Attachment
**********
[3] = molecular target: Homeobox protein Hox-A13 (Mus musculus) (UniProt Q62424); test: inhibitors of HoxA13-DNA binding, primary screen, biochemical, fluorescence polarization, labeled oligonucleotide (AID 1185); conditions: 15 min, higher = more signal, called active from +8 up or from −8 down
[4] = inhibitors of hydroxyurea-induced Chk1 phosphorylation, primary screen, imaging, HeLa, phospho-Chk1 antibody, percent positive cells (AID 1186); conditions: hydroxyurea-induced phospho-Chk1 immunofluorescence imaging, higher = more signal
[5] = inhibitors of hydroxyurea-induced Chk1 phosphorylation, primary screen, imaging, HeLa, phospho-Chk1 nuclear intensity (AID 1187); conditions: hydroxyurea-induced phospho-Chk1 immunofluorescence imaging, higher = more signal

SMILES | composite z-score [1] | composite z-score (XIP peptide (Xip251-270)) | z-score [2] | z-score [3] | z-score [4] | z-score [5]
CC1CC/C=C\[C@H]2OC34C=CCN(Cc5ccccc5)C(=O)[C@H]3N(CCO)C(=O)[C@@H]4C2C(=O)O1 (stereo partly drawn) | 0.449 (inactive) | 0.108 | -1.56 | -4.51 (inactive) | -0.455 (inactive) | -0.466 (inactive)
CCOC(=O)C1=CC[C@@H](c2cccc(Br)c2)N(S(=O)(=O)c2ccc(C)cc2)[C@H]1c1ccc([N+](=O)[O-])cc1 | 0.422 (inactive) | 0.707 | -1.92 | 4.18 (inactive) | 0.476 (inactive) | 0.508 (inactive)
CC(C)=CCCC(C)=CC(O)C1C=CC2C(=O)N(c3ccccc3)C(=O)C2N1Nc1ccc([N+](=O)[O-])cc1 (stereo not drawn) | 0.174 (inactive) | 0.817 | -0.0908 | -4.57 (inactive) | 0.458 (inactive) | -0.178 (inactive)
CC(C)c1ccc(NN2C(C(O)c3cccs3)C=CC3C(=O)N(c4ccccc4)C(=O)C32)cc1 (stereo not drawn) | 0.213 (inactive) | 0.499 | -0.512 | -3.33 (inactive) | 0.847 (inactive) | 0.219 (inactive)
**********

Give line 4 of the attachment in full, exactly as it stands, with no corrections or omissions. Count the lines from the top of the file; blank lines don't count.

SMILES | composite z-score [1] | composite z-score (XIP peptide (Xip251-270)) | z-score [2] | z-score [3] | z-score [4] | z-score [5]